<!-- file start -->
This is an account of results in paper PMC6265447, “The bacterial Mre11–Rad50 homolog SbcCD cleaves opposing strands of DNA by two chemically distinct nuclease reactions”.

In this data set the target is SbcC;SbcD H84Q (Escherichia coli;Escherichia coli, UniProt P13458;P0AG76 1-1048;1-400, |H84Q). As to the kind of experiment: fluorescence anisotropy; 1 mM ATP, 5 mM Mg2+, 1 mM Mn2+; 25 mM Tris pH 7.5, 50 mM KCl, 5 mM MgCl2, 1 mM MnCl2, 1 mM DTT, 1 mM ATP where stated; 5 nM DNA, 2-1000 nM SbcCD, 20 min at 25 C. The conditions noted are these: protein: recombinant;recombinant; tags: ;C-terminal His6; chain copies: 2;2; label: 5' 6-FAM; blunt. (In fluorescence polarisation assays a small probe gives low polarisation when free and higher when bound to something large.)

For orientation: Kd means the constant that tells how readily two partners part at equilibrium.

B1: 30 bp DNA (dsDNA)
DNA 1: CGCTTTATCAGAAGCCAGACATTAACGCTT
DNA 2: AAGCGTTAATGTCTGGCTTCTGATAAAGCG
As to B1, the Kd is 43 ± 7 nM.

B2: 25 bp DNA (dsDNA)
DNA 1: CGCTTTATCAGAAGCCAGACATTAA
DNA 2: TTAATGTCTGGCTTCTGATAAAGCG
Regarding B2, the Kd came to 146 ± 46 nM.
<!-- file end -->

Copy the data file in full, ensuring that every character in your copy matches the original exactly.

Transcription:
This is an account of results in paper PMC6265447, “The bacterial Mre11–Rad50 homolog SbcCD cleaves opposing strands of DNA by two chemically distinct nuclease reactions”.

In this data set the target is SbcC;SbcD H84Q (Escherichia coli;Escherichia coli, UniProt P13458;P0AG76 1-1048;1-400, |H84Q). As to the kind of experiment: fluorescence anisotropy; 1 mM ATP, 5 mM Mg2+, 1 mM Mn2+; 25 mM Tris pH 7.5, 50 mM KCl, 5 mM MgCl2, 1 mM MnCl2, 1 mM DTT, 1 mM ATP where stated; 5 nM DNA, 2-1000 nM SbcCD, 20 min at 25 C. The conditions noted are these: protein: recombinant;recombinant; tags: ;C-terminal His6; chain copies: 2;2; label: 5' 6-FAM; blunt. (In fluorescence polarisation assays a small probe gives low polarisation when free and higher when bound to something large.)

For orientation: Kd means the constant that tells how readily two partners part at equilibrium.

B1: 30 bp DNA (dsDNA)
DNA 1: CGCTTTATCAGAAGCCAGACATTAACGCTT
DNA 2: AAGCGTTAATGTCTGGCTTCTGATAAAGCG
As to B1, the Kd is 43 ± 7 nM.

B2: 25 bp DNA (dsDNA)
DNA 1: CGCTTTATCAGAAGCCAGACATTAA
DNA 2: TTAATGTCTGGCTTCTGATAAAGCG
Regarding B2, the Kd came to 146 ± 46 nM.